0 Replies
 
Finn dAbuzz
 
  0  
Reply Sat 9 Feb, 2013 09:21 pm
@farmerman,
So the answer is no, the scientific community has not formed a consensus that this thing will hit us in 2036, quite the opposite apparently.

farmerman
 
  1  
Reply Sun 10 Feb, 2013 06:34 am
@Finn dAbuzz,
the orbital eccentricities and other variables dont allow those confident sounding "Statistics of smackdown".

nyway ,y job was NOT to scare CI into getting some new ocean "Bus tickets" . Besides, as they say, there are 10 other objects with higher probabilities f hitting us, Wink
Finn dAbuzz
 
  1  
Reply Sun 10 Feb, 2013 10:17 pm
@farmerman,
Unfortunately, as far as humans are concerned there is no "science" without scientists, and scientists are not incapable of hyperbole, prejudice or deceit.

Equally unfortunate is how easily someone can assume the mantle of "scientist."

There is an excellent article in the most recent edition of Discover (an admirable effort to popularize science) which focuses on the evolution of current mankind.

It refers to Robert Fogel's attempt to disprove the assertion of Alfred Conrad and John Meyer that slavery, while immoral, was economically successful.

Fogel spent a decade trying to prove them wrong (in part because his wife was black), but in the end he had to admit that they were right.

Yet his work helped illuminate how evolutionary equilibrium can be punctuated by significant cultural developments as well as physical events.

The point being that if Fogel was honorable enough to admit when the research led him to a conclusion that ran counter to his initial bias, we can be pretty damned sure that he is the exception and not the rule.

All the more reason to take what "the majority of scientists believe" with a grain of salt.

I'm hardly anything like an expert on the history of science, but based on what I've read, herd mentality among scientists is no less prevelant than it is in the general public.

Perhaps foolishly, but I tend to put more faith in the iconoclasts as they seem to most often be right.
farmerman
 
  1  
Reply Sun 10 Feb, 2013 11:20 pm
@Finn dAbuzz,
Was all that an "AHA" moment for you?
I assume that you will now make a transition to climate change and anthropogenic global warming, no?

'EVOLUTIONRY EQUILIBRIUM" sounds to me like a term that had been invented by some social "scientists" who wished to be part of the Gould/Eldredge paradigms. I ll have to go and look up who Robert Fogel is cause Im not familiar with his ideas.

The problem with all sciences is that it breeds a terribe isolation of craft, and most scientists can work their entire lives on an area that later is debunked.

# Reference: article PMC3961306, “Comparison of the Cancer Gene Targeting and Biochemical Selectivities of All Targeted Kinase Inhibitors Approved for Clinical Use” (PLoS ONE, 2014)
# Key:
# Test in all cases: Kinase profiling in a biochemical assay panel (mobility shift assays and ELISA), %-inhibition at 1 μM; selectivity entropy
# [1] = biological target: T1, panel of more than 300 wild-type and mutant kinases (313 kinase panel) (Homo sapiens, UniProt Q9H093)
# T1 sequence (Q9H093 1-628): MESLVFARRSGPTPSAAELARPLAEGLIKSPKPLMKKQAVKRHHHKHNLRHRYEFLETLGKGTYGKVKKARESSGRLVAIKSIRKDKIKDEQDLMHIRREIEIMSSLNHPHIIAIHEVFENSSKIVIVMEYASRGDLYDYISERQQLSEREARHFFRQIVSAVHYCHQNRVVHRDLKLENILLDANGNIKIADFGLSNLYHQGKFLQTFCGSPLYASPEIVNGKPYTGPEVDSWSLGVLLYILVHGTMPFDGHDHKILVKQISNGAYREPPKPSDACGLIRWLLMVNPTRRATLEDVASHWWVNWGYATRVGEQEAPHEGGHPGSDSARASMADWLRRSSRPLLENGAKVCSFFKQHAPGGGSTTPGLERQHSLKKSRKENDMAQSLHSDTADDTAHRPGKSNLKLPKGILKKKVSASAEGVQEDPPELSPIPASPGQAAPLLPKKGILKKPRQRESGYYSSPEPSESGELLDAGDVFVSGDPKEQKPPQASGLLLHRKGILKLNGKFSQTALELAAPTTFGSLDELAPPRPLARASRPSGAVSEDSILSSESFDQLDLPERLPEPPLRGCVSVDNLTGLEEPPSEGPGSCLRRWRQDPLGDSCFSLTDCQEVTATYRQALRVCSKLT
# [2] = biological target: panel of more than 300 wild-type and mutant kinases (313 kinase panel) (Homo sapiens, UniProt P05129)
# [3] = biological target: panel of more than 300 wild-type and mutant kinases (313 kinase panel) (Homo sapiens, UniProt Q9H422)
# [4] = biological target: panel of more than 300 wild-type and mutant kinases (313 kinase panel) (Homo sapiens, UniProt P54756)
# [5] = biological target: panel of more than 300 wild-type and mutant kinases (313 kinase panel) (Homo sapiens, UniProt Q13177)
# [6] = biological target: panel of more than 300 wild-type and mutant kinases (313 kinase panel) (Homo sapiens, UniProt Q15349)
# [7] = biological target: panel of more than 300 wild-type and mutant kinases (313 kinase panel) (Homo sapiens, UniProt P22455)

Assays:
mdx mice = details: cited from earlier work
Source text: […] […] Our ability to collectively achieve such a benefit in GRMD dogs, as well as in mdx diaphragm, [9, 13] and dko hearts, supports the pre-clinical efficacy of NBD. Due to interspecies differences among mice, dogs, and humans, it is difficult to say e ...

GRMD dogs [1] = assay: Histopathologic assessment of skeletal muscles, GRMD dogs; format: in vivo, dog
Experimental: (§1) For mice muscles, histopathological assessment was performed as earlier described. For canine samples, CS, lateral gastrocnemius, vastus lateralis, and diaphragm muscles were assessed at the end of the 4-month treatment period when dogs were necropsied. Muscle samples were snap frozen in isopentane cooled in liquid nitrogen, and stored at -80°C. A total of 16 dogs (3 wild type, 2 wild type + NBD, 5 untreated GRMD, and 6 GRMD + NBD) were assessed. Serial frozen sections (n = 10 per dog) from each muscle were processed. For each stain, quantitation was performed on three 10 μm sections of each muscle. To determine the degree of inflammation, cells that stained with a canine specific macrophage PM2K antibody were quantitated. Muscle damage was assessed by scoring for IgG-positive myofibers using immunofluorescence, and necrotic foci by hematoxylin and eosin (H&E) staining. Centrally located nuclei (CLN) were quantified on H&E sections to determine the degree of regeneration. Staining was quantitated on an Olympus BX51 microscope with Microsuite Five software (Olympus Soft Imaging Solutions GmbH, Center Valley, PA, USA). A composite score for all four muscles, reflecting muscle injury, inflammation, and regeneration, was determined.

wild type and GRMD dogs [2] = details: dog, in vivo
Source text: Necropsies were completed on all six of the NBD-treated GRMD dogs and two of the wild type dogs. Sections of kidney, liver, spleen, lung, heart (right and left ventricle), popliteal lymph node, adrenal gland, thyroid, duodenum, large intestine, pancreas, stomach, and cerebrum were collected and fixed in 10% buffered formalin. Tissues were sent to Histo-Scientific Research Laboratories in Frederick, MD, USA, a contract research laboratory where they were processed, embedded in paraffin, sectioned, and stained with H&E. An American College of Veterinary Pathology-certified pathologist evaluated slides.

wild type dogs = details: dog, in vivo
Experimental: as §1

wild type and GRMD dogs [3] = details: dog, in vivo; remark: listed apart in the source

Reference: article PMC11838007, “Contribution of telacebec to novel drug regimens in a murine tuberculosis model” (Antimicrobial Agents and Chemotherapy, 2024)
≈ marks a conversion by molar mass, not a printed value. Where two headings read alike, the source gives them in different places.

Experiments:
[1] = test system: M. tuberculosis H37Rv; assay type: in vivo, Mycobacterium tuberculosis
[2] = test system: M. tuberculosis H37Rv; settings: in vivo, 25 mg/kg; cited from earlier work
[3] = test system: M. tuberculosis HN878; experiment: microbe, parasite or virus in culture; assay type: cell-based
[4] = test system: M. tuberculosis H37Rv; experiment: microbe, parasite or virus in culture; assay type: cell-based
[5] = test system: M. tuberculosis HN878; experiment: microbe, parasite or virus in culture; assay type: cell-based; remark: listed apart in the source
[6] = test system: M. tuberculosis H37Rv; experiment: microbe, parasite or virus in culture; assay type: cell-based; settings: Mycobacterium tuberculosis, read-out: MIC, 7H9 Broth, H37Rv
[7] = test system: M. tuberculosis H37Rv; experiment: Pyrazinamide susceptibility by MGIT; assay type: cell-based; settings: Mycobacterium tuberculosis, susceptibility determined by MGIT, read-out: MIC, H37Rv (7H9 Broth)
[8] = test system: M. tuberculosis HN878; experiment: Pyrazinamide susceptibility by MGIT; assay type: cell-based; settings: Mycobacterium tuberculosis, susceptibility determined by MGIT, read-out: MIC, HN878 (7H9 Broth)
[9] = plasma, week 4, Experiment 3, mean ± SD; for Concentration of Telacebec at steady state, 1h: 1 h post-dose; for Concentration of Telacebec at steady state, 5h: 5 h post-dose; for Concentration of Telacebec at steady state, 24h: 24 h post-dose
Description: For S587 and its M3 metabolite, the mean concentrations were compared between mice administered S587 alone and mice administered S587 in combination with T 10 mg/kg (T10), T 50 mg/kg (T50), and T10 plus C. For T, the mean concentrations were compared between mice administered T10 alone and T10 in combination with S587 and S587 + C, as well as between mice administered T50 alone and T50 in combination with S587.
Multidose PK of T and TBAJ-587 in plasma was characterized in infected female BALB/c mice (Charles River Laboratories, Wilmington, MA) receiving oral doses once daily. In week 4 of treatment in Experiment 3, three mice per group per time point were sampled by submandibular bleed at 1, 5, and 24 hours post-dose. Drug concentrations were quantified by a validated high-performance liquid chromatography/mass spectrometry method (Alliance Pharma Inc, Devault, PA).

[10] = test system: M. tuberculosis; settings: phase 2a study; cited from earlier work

In my area, Ive seen entire careers dumped into the bin by scientists who had spent their careers fighting the gradual rise of plate tectonics only to be steamrollered by tons of data and evidence that was an outgrowth of some damned military application or random drilling into new resource plays. Something that even nursery school kids accept today was a hard fought "pissing" contest as late as the late 1970's.
What magazines like "Discover' fail in, is to let their readerships be involved in how ultimate changes in entire "bases of truth" are full of selfishness, childishness, and brutal ego fights.
If one isnt truly involved in some pissing contest of paradigm, one isnt really involved in science.
Finn dAbuzz
 
  1  
Reply Mon 11 Feb, 2013 07:16 pm
@farmerman,
Not at all.

I used to watch NOVA religiously and back then, the best shows were the one's that examined what went on behind the scenes of historic scientific achievements. Watson & Crick for example. It was fascinating, and ultimately elementary that although these folks were, of course, brilliant, they were also human beings with all the foibles of that species.

What was surprising about the Discover article was not that Fogel began his research with a very clear bias, but that he had the integrity to resist it.

Fogel is an economist but a very "scientific" one, so your right on.

I guess being a scientist can suck, for the reason you've cited, but being
anything can suck and particularly if you can't get off a dead-end path because you are too stubborn.

No need to segue to Climate Change, the biases involved are clear to anyone who cares to look.

It would remain pathetic but it wouldn't be so big a deal that "scientists" allow
politics and personal gain to corrupt their findings if as a people we didn't put so much misplaced faith in their objectivity.

"Most scientists agree..." has become the Good Housekeeping Seal of Approval
of The Truth, despite the fact that at one time or another "most scientists" agreed that every "scientific" conjecture accepted as gospel, but proven wrong, was in fact The Truth."

Don't get me wrong, I'm certainly not anti-Science, and I'm not even anti-Scientist, but as much as I very highly value their contributions to society and civilization, I'm not prepared to consider them a breed apart----maybe the relative handful of incredible geniuses, but never the hundreds of thousands of folk who rightfully get to claim the moniker, but who are hardly exceptional.

But it can be tough being a scientist. Now it's all favors and laurels, but it must have been a bitch when the Church was after them, and it will be again when some Captain Tripps virus escapes or nanobots turn a continent into grey goo.